Based on the other answers to this question, I've implemented a new approach using bcrypt.
Why use bcrypt
If I understand correctly, the argument to use
SHA512 is that
bcrypt is designed to be slow.
bcrypt also has an option to adjust how slow you want it to be when generating the hashed password for the first time:
# The '12' is the number the dictates the 'slowness'
bcrypt.hashpw(password, bcrypt.gensalt( 12 ))
Slow is desirable because if a malicious party gets their hands on the table containing hashed passwords, then it is much more difficult to de-encrypt them.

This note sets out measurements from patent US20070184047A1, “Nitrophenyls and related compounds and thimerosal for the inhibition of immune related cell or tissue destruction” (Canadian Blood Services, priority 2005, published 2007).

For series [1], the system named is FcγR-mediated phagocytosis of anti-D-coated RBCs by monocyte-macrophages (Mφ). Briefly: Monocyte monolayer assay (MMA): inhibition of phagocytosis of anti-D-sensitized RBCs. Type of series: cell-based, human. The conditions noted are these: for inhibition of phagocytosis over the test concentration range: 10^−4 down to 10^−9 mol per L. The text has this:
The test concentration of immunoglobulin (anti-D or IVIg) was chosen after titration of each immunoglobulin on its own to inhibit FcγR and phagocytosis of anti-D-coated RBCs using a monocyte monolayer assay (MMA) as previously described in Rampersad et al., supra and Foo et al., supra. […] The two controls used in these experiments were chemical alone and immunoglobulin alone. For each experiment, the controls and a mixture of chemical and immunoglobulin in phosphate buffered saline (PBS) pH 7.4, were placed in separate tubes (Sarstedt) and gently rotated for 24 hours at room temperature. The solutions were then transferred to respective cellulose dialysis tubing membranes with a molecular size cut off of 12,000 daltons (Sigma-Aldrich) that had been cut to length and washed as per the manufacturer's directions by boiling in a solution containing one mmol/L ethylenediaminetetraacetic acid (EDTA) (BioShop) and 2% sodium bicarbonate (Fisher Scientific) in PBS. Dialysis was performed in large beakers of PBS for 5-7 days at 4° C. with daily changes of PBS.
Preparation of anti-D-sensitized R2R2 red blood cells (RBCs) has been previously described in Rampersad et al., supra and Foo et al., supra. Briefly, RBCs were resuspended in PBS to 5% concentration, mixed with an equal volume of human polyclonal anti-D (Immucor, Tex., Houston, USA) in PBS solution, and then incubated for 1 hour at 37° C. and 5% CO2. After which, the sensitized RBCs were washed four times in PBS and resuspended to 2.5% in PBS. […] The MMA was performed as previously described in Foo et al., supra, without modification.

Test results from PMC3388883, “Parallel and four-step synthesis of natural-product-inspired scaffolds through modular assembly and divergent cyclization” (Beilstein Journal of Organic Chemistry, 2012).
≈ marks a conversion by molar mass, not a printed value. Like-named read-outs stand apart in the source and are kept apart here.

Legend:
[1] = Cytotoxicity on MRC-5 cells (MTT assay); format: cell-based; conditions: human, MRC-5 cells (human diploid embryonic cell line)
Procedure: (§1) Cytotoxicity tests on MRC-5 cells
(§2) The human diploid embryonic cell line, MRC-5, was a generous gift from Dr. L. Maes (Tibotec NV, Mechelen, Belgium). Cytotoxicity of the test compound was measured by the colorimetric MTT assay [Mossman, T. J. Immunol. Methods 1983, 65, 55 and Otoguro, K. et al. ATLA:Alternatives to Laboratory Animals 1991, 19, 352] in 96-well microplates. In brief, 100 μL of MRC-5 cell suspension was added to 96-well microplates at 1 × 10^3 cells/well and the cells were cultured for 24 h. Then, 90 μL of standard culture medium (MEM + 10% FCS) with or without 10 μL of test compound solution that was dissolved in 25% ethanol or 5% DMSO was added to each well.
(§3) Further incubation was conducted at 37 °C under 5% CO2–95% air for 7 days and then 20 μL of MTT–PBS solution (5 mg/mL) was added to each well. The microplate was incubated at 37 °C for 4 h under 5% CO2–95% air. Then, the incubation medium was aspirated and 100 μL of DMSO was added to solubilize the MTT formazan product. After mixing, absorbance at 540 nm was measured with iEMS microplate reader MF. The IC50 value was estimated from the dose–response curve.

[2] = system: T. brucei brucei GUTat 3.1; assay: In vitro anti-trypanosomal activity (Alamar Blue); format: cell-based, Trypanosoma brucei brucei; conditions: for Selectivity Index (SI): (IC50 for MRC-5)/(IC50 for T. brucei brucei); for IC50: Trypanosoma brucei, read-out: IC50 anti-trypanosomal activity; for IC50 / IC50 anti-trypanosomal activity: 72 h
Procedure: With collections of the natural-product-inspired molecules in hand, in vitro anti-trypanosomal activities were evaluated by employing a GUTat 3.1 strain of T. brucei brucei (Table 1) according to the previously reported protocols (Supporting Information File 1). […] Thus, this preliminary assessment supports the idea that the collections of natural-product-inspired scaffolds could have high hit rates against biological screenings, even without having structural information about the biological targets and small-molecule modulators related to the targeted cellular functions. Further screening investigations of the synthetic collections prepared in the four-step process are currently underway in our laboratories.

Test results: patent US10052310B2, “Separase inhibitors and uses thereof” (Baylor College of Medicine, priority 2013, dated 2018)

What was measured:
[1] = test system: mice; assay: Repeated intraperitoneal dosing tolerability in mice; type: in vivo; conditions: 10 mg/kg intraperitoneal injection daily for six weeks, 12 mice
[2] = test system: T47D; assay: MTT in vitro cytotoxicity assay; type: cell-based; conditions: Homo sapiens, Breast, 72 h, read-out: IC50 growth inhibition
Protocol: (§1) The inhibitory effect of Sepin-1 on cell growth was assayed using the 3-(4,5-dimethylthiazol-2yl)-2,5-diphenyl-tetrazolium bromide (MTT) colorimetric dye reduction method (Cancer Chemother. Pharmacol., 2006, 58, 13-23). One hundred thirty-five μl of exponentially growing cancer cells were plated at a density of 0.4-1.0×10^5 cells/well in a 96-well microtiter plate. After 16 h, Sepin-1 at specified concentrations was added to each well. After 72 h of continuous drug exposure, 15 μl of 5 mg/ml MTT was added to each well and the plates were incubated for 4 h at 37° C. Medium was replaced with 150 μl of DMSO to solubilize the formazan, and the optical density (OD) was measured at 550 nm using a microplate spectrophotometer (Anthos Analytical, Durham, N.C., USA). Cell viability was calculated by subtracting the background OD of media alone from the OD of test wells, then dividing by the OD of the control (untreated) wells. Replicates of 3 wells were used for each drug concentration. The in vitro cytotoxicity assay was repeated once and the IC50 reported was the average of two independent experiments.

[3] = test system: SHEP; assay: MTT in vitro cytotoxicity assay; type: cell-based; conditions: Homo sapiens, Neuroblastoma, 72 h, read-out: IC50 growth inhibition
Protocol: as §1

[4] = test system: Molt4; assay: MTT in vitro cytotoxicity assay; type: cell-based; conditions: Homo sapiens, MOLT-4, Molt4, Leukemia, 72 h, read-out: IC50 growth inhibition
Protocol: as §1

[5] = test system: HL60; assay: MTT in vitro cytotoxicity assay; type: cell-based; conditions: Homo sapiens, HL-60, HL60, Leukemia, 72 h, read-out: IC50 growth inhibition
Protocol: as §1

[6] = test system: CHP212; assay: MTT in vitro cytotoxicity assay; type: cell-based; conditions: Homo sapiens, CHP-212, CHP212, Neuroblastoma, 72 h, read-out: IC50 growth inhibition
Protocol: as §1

# Hash a password for the first time
# (Using bcrypt, the salt is saved into the hash itself)
return bcrypt.hashpw(plain_text_password, bcrypt.gensalt())
def check_password(plain_text_password, hashed_password):
# Check hased password. Useing bcrypt, the salt is saved into the hash itself
return bcrypt.checkpw(plain_text_password, hashed_password)
I was able to install the library pretty easily in a linux system using:
pip install py-bcrypt
However, I had more trouble installing it on my windows systems. It appears to need a patch. See this Stackoverflow question: py-bcrypt installing on win 7 64bit python